Tom Boonen won the sprint to the line. As you can see from the image above he is level with the lime green Peter Sagan and the red and white Oscar Freire with 200m to go. But this was not the crucial moment of the race. Instead an acceleration 30km from the finish on the Monteberg climb made all the difference.
Just before, on the Kemmelberg the bunch was strung out thanks to a move by Rabobank’s Matti Breschel. Onto the Monteberg and the gaps were opening up. Fabian Cancellara and Peter Sagan prompted the move over the Kemmelberg and the Monteberg multiplied the difficulty. As they tried to escape and behind a larger group was forming in pursuit. This select group was noticeable for three reasons:
- it contained many of the big names and contenders for the win
- it didn’t contain sprinters like André Greipel, Mark Cavendish and Tyler Farrar
- it had four Omega Pharma – Quickstep riders
Omega Pharma – Quickstep were able to drive the group away from a larger peloton with the sprinters in it. Aided by Katusha keen to set up Oscar Freire for the win, the group slowly pulled away as it hunted down Cancellara and Sagan.
The Swiss and Slovak national champions caught the remnants of the day’s early breakaway but having these riders on their back wheel seemed to cramp their style and anyway, Omega Pharma – Quickstep and Katusha were pushing hard.
Meanwhile back in the larger bunch, some 25 seconds behind Boonen’s group the chase was led by Sky. Ian Stannard and Matthew Hayman were working and if Stannard is sometimes worth two riders, it was not enough to close the gap. Many of the pure sprinters saw the race slip away.
Omega and Katusha worked and Sebastian Langeveld of Greenedge joined in, for the sake of Matthew Goss. But others were getting a sedan chair ride to the finish, including fast finishers like Edvald Boasson Hagen, Breschel, Sagan, Jose Joaquin Rojas and Daniele Bennati. But Bennati punctured with 10km to… but he still found the force to get back, thanks to some suspicious drafting of the Radioshack-Nissan team car.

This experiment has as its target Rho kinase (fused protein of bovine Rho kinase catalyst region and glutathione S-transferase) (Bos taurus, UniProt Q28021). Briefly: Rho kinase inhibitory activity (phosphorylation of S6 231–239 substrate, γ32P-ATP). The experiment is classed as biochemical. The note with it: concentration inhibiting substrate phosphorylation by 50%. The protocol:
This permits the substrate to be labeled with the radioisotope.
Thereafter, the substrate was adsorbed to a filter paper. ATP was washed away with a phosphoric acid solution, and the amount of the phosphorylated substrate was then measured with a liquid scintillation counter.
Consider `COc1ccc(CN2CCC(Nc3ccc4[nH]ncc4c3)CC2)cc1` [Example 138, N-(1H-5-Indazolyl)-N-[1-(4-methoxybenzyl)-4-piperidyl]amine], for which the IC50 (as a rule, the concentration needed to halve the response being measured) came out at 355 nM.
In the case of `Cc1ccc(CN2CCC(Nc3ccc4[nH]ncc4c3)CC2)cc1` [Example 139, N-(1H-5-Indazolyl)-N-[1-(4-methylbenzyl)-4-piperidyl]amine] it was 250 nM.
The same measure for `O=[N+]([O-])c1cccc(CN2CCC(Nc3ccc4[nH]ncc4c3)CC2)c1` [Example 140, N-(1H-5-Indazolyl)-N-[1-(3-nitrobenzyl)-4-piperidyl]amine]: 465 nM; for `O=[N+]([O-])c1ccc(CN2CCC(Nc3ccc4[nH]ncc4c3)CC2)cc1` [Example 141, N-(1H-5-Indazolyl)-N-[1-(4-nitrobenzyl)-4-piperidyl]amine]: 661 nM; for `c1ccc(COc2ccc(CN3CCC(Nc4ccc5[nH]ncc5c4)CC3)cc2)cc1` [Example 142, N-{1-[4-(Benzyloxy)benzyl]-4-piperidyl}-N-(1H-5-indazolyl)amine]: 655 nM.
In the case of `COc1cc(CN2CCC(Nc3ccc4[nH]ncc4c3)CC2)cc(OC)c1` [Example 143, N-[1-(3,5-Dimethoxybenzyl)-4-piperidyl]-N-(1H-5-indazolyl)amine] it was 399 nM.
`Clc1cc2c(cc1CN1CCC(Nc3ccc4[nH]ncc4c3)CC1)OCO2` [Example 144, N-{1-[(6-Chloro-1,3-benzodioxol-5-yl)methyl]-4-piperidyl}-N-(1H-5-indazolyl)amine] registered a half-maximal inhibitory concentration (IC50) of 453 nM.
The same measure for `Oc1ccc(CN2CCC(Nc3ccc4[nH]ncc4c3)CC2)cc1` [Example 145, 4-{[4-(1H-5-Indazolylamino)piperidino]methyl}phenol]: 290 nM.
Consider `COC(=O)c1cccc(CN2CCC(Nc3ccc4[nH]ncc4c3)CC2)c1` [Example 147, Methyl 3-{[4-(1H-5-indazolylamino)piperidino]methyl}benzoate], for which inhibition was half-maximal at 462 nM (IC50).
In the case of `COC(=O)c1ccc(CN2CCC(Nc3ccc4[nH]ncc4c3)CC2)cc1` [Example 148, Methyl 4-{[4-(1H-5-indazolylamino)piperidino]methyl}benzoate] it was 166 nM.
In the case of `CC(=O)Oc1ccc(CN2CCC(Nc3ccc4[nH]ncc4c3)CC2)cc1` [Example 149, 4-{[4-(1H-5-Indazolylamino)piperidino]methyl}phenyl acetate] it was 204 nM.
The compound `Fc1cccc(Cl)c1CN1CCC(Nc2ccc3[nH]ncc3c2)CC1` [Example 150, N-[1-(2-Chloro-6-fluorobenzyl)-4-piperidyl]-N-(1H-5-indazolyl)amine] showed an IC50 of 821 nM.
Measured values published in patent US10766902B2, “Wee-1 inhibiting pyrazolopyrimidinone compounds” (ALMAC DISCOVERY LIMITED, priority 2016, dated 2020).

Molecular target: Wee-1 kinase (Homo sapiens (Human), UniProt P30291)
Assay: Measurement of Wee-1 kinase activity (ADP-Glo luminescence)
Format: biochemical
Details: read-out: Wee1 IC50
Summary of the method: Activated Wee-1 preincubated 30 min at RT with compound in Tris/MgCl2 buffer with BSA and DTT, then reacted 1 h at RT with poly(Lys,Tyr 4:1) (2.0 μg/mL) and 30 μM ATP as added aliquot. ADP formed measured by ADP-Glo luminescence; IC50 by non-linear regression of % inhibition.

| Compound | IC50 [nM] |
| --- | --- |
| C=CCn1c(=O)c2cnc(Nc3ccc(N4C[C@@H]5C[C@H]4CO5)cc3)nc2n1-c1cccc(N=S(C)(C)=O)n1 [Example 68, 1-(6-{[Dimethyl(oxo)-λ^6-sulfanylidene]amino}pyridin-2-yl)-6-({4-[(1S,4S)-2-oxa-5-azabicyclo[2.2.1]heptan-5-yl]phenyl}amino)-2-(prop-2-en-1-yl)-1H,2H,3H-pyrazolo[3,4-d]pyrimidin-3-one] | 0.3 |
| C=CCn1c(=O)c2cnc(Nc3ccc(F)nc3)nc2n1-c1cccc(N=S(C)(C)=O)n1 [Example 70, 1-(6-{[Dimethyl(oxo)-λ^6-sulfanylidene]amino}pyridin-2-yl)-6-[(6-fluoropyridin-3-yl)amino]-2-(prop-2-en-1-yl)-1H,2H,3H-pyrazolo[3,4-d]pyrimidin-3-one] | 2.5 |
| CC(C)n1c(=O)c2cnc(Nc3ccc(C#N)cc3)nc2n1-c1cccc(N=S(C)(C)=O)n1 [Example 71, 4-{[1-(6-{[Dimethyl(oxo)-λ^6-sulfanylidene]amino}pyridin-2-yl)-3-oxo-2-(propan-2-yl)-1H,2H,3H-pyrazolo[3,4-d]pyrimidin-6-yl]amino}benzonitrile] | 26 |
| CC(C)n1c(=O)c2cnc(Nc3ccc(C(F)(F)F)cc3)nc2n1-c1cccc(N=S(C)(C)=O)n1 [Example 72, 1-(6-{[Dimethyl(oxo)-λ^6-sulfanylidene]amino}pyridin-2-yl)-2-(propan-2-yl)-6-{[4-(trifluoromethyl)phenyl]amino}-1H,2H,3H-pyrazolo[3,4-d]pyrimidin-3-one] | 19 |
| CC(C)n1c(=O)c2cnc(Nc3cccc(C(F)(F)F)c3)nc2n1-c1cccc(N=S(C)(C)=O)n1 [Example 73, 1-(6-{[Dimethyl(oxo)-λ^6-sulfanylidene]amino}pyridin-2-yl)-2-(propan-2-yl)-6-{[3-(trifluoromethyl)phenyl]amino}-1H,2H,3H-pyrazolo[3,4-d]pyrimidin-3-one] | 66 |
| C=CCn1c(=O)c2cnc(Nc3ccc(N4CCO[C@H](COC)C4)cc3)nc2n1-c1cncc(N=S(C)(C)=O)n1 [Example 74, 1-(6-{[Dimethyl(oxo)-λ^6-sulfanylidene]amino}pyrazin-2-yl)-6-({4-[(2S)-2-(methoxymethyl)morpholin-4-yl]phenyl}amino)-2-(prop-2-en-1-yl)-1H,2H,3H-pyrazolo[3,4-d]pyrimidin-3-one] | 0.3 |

The finish line in Wevelgem is one very long straight and ideal for Tom Boonen. Once a contender for bunch sprints all the time, his style has been to start with a long sprint and to wind up a very large gear; no springing off someone’s wheel with 50 metres to go. Here he hit the front with 200m to go and nobody came past. For me the fact that he won a sprint from a group is no surprise given his recent form, the more impressive aspect is the way his team swarmed to the front at the right moment and helped to pull Boonen away from a larger bunch sprint. That’s why I think the Kemmelberg and Monteberg were more decisive than Boonen’s sprint.
Rojas down, Gilbert out
As the sprint went on Movistar’s Rojas crashed with several other riders. Also note Gilbert tried an attack in the race but this seemed like a weak move. If he was strong he would have waited for the right moment, instead here he just went away on a flat section and never got more than a few seconds. Luckily for him, Boonen’s success seems to be slowing the Belgian media from investigating and interrogating Gilbert’s over his poor form.
Perhaps this wasn’t a vintage edition; you probably wouldn’t buy the DVD highlights. Held under spring sunshine, the race only came alive in the last 30km. Yet Boonen takes his seventh win of the year and his third Gent-Wevelgem victory. With the E3 Harelbeke Prize on Friday, he has won two World Tour races in three days and is one of the sport’s all time best classics riders. So even if the race wasn’t perfect viewing, watching Tom Boonen join the greats is still special.
Indeed he is judged by such high standards in the Belgian media that his season will be defined by the next Sunday’s Tour of Flanders and Paris-Roubaix the following weekend, celebrations this weekend are tempered by thoughts of next weekend. I don’t think he’ll have it so easy.
Tornando Tom Frits? Apparently the guy has a mobile kitchen selling french fries, frits in Dutch. The giant banners are a form of ambush marketing.